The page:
Inside Redbubble

Design Heroes: Saul Bass

Long before movie tycoons started using words like ‘franchise’ in relation to their productions, it was well known that the best way to lure your audience into cinemas was to paste the mugs of your leading cast in the middle of your advertising. The bigger the star, the more the appeal. So it must have taken a brave boardroom decision (or a mail room mix-up) for the producers of the 1955 film The Man with the Golden Arm to approve Saul Bass’ revolutionary poster for the film. Bass had pushed aside the visages of Frank Sinatra and Eleanor Parker in favour of a grotesquely bent arm reaching boldly through a higgledy-piggledy font in which the title appeared.

Image credit: Wikipedia

The poster kicked off a revolution in movie poster design (albeit one in which only the boldest of film execs would dare take part). Bass was hired to design dozens of film posters and quite often a title sequence to match the print (you can check out a swag of his title sequences on YouTube – their presence and devoted viewership often overshadowing the films which they once heralded). Amongst these designs were the likes of Saint JoanVertigoAnatomy of a MurderPsycho and The Shining. With such an appetite for cutting-edge design and all that comes out of left-field, it’s not hard to see why Saul Bass got along with the likes of Kubrick and Hitchcock.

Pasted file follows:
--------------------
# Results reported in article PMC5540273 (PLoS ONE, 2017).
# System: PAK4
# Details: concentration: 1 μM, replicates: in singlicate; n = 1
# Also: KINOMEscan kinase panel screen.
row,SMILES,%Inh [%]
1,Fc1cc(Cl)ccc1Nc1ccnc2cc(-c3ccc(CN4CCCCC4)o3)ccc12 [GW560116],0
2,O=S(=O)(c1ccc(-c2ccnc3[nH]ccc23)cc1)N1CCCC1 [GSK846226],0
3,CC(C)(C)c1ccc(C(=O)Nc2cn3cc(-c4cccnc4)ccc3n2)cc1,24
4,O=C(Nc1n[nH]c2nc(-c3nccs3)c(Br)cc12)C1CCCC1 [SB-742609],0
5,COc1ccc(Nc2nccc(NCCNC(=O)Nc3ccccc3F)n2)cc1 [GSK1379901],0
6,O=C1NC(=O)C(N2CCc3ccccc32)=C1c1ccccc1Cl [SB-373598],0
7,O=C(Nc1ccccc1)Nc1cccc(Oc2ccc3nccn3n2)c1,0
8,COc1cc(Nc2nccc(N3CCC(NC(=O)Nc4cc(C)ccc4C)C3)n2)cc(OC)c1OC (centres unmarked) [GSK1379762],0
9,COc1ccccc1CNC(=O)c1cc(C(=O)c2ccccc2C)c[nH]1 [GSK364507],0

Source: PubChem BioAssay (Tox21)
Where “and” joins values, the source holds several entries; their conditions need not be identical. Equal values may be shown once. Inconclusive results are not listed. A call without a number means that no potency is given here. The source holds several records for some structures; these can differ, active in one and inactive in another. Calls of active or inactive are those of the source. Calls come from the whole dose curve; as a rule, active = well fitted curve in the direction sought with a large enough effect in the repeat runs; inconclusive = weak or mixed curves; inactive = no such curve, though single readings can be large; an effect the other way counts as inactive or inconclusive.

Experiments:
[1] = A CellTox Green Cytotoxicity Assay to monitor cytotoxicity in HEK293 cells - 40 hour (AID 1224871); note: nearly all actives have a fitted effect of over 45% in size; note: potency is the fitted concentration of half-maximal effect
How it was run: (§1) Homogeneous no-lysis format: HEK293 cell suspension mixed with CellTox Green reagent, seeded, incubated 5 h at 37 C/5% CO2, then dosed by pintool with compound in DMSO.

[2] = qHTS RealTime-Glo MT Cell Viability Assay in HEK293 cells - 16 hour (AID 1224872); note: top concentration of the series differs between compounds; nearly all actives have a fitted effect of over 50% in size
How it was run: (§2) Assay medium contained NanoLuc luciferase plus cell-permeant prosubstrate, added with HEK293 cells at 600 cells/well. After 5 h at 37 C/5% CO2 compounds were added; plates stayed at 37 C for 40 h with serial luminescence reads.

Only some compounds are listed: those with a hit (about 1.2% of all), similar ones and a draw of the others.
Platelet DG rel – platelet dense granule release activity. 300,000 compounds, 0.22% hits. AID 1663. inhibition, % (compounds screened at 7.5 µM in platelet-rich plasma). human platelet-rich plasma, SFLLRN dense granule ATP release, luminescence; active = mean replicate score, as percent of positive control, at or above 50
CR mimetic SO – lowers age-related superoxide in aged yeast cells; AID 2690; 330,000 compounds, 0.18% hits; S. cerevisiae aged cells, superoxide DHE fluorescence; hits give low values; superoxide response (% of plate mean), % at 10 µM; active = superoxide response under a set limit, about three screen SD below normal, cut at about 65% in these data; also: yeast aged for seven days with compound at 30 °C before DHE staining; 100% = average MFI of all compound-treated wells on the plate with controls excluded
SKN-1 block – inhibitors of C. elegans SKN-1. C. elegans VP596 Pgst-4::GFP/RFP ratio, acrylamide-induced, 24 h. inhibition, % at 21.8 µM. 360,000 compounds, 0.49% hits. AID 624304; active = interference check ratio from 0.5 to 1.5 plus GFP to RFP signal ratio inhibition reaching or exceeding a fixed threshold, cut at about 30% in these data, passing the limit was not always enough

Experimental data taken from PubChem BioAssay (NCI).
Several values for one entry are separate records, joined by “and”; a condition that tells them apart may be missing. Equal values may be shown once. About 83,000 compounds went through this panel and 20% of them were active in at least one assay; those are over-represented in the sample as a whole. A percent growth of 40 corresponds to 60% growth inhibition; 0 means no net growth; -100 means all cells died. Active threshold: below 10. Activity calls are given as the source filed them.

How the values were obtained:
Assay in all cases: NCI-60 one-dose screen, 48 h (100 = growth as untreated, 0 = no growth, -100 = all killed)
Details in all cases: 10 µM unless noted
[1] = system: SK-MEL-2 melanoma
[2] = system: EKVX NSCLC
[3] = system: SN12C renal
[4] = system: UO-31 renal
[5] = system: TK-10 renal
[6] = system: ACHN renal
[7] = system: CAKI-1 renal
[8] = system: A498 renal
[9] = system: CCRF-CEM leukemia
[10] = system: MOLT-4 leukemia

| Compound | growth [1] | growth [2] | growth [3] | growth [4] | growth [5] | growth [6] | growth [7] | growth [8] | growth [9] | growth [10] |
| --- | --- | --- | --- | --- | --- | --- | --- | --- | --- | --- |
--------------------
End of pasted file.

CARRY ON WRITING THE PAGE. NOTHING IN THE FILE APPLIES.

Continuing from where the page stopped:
Image credit: Wikipedia

Sometimes his work was summarily rejected – Fellow Jewish-American Steven Spielberg didn’t think Bass’ poster for Schindler’s List did his film any justice. Others thought it so good that they flat-out plagiarised it (ahem, Clockers 1995, cough, splutter).

Looking at Bass’ early posters, it is necessary to draw a link to Russian revolutionary graphic design; bold contrasts between solid blocks of colour, jarring angular shapes, sporadic rule-breaking in regard to composition. In places the art of both the Russian constructivists and of Bass could be the work of a child, but the whole thing is brought together with such finesse that the overall intention is elegantly clear. Look at the oddly bent figures, swirling chaos and borderline op-art of Vertigo; a true reflection of what the viewer might expect of Hitchcock’s psychological thriller, balanced out by (almost) horizontal black text.

Image credit: Wikipedia

Saul Bass’ work was not restricted to the cinema. He went on to design corporate logos which are so well-known that there is a fair chance you have one in the room with you right now. The likes of United Air, Kleenex, AT&T, Minolta and myriad others saw the value of a Saul Bass design.

Image credit: Wikipedia

Saul Bass passed away in 1996. In his wake, he leaves a possible gap in the graphic design market – In an age when most film executives still think photos of the emotion-filled faces of handsomely-paid actors are the only draw card for the indecisive movie-goer, perhaps it is time for a new style of poster to hit the walls.


Further reading (and viewing):

  1. Saul Bass (AIGA)
  2. Martin Scorsese on the talent of Saul Bass (The Telegraph)
  3. The Title Design of Saul Bass – a brief visual history
  4. Saul Bass: Why Man Creates (video from Dailymotion)
  5. Saul Bass: On Making Money vs Quality Work


And if you’re a fan, check out Saul Bass: A Life in Film & Design – released earlier this month.